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February 2012: A Tribute To The Play, “The Vagina Monologues”, by Eve Ensler: In A Time Of AIDS

We’re happy to present a review of “The Vagina Monologues” for this February, with our thanks to writer Todd Miller of Burlington.  As we learn more about local performances of this piece in Vermont, we’ll post and let you know!

A Tribute To The Play, “The Vagina Monologues”, by Eve Ensler:  In A Time Of AIDS

The month of February encompasses National V-Day which is a global movement to end violence against women and girls.  Through V-Day campaigns, local volunteers and college students produce annual benefit performances of “The Vagina Monologues”.  Performances of this play will take place this spring at the University Of Vermont, and the actual date and times are soon to be released.  Please check out local newspapers for the announcement of this production, or contact the University Of Vermont’s Women’s Center.

The play makes the assertion that women are sexually repressed.  It is read and performed as essential monologue: direct, poignant and profound.  The play is also metaphor for how the vagina has been used and abused in the repression of women as sex objects.  Eve Ensler writes tenaciously over the need for the vagina to be funny and sad both.  There is great wit and wisdom in the writing and the sharing of the play, as so.  The audience sees the strength of the play, the telltale heart for women to shape by.

These monologues advance the theory that objectification of women is a form of violence and hatred.  Women are and have always been sexual beings, and thus it is painful to see this treatment of womanhood.  Women in this play express frank pain and strength over the loss (and finding) of their own sexual identity.  The play reels with the image of the vagina as truth to the human condition of feeling that no end is in sight to the exploits of the vagina and to being a woman.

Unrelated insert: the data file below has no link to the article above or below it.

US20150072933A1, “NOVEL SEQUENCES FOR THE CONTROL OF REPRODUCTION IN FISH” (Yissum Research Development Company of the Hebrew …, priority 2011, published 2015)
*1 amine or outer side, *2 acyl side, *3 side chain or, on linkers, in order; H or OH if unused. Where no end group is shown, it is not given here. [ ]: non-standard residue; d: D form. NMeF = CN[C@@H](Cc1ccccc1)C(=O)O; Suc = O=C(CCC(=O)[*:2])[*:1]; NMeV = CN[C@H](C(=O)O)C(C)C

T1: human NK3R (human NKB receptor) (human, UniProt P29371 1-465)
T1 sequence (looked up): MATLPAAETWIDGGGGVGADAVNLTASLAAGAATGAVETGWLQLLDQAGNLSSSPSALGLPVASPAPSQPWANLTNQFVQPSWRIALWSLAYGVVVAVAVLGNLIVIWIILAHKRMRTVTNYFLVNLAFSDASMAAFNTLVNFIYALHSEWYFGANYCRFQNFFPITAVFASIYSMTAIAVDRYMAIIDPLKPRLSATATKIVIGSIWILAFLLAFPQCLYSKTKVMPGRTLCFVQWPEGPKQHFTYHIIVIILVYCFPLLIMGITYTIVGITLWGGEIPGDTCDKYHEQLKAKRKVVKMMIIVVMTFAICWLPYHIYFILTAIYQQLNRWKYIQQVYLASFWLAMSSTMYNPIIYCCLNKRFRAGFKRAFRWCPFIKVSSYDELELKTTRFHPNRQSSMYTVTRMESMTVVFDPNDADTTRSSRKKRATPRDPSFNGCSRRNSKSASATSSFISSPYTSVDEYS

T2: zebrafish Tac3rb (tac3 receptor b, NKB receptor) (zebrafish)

As I see it, there is also a need for humanity to put an end to the sexual repression of women, and make way for freedom of expression.  For instance, for me, as a gay man, writing this article.  Because that notion makes the threat of AIDS very real.  AIDS is often contracted through the kinds of sexual repression that women feel in “The Vagina Monologues”.  Women are then wrongfully exploited as sexual beings, and HIV is passed along, with harmful intent to do so.

People need to survive as healthy human beings, based on who they are and what they do with their lives.  The Vagina Monologues imbues for, and is testimony to, those beliefs.

There are alarming statistics on how women contract AIDS through exploitation.  The fight against AIDS is consistent with the rite of passage for women, as human beings and sexual beings alike.  Therefore, the AIDS epidemic cannot be addressed without the reality of AIDS being understood alongside sexuality and the imperative to value women fully.  Subsequently, the themes of “The Vagina Monologues” are to be lived out, and to be clearly understood as a life force for women to reckon with in a time of AIDS.


Getting Excited for 12/1/11 Reading of “The Normal Heart”

We’re getting really excited for next month’s reading of Larry Kramer’s famous AIDS play, “The Normal Heart.”  Dan Butler directs this searing, angry, beautiful play set in the first few years of the epidemic, and proceeds from the night benefit Vermont CARES and our colleagues at the HIV/Hepatitis Resource Center.